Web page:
Christmas Dinner: Mushroom Wellington

Monday, January 1, 2018

This Holiday Season I wanted to make main dishes and sides that were different and out of the traditional vegan repertoire of Tofurky and roasted vegetables (though I did make a few roasted veggies....wups).  Tofurky is grand, and I made a great Tofurky Hassleback Ham, but a diet full of soy based foods and meat replacements isn't great for you, and eating one meat replacement after another can weigh on you (literally).  So as a test of my skills and a desire to eat something traditional yet not, I decided on Mushroom Wellington.

This dish, of course, is inspired by Beef Wellington.  Traditionally this would consist of a filet coated with paté and wrapped in pastry.  Most people will connect the name of this dish to the Duke of Wellington, who was responsible for defeating Napoleon in the Battle of Waterloo in 1815, but alas, there is no connection other than the name.  The Duke was actually not a big fan of food in general. Of course he ate, but didn't really care about what or how.  Truth is, no one knows where this dish came from. Meat cooked in pastry has been a staple of English cuisine for some time, but there is no mention of the name "Beef Wellington" until 1939 in the Oxford Dictionary.  Some thing it is a revision of a similar French dish, to rebrand it as patriotic for the English kitchen.

Puff pastry (I use a brand that comes with two sheets, which is perfect for this recipe)
2 portabella mushrooms (of similar don't want a lumpy Wellington)
2 medium carrots, chopped
2 large white onions, diced
2 handfulls of baby spinach
dijon mustard, enough to coat top of mushrooms (see photos)
thyme leaves

olive oil
splash of red wine
splash of liquid aminos
salt and pepper to taste
enough butter to brush the top of the Wellington

In a large pan, heat your olive oil to medium and add the onions.  Reduce heat to low and sauté until transparent.  Add in the carrots and cook until flavors are mingled.  Add in the red wine and liquid aminos and sauté until the wine is reduced.  Remove from heat and set aside.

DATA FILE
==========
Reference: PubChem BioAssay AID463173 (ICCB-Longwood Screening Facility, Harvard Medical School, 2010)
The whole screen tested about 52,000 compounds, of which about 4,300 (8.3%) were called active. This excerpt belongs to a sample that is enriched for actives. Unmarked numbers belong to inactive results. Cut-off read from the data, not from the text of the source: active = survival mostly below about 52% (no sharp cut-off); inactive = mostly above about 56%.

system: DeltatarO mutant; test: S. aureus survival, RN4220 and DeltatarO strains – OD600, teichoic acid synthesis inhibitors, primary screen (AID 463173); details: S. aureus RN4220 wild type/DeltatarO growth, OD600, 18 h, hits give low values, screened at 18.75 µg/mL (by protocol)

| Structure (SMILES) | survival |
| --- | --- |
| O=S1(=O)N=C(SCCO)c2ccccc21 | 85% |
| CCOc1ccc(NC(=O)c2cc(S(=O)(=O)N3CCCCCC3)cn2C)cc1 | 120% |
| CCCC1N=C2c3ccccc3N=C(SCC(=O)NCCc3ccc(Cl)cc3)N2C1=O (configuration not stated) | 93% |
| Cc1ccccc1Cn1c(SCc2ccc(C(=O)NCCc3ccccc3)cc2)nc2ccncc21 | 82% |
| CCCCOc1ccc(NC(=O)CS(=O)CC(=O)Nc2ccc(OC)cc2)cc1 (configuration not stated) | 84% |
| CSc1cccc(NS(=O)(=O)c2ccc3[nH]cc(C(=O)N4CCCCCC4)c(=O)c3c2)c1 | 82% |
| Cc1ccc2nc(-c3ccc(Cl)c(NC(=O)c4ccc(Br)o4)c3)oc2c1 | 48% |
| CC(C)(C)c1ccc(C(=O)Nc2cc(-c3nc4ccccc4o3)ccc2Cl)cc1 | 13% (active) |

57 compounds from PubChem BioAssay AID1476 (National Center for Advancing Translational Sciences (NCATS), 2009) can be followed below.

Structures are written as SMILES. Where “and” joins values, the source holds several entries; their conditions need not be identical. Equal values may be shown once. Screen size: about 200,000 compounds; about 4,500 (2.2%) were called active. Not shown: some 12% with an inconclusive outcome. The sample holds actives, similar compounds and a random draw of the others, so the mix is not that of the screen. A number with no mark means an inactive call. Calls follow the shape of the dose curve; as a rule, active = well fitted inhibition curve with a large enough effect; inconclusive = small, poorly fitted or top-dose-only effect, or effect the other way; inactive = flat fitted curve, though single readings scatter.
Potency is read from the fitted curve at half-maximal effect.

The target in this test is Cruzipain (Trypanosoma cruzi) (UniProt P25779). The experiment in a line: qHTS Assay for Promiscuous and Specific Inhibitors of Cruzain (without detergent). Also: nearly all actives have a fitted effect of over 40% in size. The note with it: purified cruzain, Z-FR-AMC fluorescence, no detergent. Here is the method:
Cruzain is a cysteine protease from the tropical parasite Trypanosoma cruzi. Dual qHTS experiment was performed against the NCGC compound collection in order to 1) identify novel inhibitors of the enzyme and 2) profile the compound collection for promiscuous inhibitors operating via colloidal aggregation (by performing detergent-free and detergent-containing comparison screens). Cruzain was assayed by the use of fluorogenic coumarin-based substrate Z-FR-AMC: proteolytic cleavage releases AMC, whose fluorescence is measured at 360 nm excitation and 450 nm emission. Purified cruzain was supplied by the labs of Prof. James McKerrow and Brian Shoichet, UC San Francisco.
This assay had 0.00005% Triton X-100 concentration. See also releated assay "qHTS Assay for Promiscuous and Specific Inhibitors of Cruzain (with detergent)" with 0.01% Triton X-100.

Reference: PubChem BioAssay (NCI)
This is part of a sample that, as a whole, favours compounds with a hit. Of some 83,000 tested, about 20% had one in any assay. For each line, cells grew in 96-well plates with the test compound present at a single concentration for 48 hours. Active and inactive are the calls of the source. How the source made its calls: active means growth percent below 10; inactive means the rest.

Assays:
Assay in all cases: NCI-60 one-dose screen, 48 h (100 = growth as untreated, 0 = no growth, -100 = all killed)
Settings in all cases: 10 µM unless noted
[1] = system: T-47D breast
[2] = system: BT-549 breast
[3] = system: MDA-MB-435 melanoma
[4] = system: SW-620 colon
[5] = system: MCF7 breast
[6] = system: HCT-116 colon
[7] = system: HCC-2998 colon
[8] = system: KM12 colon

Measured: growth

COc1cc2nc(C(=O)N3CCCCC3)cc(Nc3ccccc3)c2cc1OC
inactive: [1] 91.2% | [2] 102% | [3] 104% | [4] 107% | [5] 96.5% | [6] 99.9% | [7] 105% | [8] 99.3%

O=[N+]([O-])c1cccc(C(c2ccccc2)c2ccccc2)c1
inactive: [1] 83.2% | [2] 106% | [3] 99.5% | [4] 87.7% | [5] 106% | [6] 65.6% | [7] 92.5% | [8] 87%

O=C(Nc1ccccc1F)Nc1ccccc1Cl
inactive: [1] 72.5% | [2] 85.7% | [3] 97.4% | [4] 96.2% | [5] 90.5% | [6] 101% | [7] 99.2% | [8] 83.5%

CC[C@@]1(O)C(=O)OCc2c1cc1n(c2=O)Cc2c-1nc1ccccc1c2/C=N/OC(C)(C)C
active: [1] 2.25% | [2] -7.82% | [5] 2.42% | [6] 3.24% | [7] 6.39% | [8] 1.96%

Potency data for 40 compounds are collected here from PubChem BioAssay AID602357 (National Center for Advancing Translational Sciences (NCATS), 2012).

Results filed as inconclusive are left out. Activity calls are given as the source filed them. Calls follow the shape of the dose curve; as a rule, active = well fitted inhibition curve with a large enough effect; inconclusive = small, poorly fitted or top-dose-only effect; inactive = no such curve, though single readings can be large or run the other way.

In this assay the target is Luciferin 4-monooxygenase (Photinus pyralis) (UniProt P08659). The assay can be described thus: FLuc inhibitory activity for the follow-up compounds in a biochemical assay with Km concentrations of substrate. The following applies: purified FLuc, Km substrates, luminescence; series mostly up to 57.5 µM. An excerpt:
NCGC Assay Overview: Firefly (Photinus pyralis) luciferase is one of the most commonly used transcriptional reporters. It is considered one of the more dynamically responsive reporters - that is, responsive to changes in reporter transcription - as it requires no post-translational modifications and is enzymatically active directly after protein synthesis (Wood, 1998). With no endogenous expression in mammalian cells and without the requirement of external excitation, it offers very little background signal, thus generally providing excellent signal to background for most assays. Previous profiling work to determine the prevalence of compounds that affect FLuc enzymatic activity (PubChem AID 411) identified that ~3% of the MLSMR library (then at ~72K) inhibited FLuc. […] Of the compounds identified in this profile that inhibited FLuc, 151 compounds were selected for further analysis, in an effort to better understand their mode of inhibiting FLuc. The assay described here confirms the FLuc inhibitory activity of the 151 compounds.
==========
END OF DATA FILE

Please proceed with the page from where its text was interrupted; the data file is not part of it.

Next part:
In the same pan, add olive oil and brown the mushrooms on both sides, seat aside on paper towels to catch the juiced the mushrooms will release as they cool.

Again, in the same pan, toss spinach with a teeny bit of olive oil until wilted.  Remove from heat and set aside.

Preheat oven to 400 degrees and lightly butter your roasting pan. Then roll out one sheet of the  puff pastry and spoon the onions and carrots on top.  Place the mushrooms side by side and top with spinach, then the dijon.  Sprinkle the thyme leaves on the top and season with salt and pepper.  Roll the second layer of puff pastry on top and pinch the sides together with a fork.  Score the top in a crisscross patter (making sure not to go all the way through).  Brush with butter and pop in the oven.  Your Wellington will be ready in about 30 to 35 minutes, when it is golden brown on top (make sure not to burn the bottom).  It is best served immediately.  Slice and serve with mashed or roasted potatoes for a perfectly English Christmas dinner.

2 comments on "Christmas Dinner: Mushroom Wellington"
  1. This is really mouth watering, simple, and must try breakfast recipe. I really loved this very much. Thank you so much for sharing this here. I will definitely try these recipes this weekend for sure and will surely share my opinion about this very soon. Keep posting such healthier and must try recipes. My blog

    1. Oh for breakfast?! Great idea, never thought of that!